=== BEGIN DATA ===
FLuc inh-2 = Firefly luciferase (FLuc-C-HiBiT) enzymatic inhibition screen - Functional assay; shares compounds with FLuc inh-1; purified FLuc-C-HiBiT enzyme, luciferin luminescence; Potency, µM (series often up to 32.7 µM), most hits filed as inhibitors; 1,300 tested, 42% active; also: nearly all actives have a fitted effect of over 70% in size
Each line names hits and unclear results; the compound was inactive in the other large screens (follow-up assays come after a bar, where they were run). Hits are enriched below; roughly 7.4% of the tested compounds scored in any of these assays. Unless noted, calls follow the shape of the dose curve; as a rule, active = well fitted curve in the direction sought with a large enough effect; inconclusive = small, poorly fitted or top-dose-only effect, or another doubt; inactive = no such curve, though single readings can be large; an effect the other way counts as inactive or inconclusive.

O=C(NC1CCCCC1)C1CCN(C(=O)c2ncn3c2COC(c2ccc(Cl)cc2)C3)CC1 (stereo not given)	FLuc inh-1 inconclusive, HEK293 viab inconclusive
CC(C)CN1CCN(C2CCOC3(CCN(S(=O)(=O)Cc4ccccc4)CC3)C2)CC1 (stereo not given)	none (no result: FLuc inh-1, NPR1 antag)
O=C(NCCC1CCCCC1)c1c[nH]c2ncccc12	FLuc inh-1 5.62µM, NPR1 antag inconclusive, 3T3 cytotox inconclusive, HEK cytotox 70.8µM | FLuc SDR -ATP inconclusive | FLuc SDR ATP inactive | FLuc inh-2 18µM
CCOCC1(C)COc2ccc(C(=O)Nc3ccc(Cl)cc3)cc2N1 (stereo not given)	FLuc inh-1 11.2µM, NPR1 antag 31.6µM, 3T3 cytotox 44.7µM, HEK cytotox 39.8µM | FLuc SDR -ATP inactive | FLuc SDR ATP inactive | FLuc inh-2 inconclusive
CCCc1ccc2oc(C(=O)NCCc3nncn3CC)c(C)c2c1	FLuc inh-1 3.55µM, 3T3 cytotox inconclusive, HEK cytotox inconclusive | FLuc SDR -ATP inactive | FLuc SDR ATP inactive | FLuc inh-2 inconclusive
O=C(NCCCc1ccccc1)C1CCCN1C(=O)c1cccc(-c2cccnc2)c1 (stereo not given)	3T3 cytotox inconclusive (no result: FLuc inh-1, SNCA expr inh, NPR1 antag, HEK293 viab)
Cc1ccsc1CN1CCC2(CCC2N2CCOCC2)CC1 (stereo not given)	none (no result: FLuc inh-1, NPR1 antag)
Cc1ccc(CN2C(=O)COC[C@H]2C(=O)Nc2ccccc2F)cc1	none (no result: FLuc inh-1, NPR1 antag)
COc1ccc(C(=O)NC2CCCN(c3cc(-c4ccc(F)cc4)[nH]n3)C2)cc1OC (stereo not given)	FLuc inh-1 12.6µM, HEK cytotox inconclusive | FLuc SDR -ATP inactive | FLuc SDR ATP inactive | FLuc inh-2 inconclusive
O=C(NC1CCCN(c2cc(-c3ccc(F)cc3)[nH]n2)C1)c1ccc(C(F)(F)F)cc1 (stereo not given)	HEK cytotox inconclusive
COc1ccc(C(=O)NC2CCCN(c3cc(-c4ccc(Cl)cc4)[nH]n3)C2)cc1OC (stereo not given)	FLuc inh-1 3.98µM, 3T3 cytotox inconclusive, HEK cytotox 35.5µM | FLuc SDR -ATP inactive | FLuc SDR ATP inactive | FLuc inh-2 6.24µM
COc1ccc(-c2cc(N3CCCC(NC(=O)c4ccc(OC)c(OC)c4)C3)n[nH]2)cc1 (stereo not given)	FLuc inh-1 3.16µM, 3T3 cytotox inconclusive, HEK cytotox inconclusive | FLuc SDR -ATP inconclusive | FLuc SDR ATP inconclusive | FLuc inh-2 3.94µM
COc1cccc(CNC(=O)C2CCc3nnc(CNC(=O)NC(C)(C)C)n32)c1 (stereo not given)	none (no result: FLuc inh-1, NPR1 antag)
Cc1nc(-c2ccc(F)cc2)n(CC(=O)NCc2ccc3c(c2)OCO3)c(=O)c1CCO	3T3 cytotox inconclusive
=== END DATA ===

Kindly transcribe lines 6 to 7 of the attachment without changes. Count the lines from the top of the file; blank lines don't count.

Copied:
CCOCC1(C)COc2ccc(C(=O)Nc3ccc(Cl)cc3)cc2N1 (stereo not given)	FLuc inh-1 11.2µM, NPR1 antag 31.6µM, 3T3 cytotox 44.7µM, HEK cytotox 39.8µM | FLuc SDR -ATP inactive | FLuc SDR ATP inactive | FLuc inh-2 inconclusive
CCCc1ccc2oc(C(=O)NCCc3nncn3CC)c(C)c2c1	FLuc inh-1 3.55µM, 3T3 cytotox inconclusive, HEK cytotox inconclusive | FLuc SDR -ATP inactive | FLuc SDR ATP inactive | FLuc inh-2 inconclusive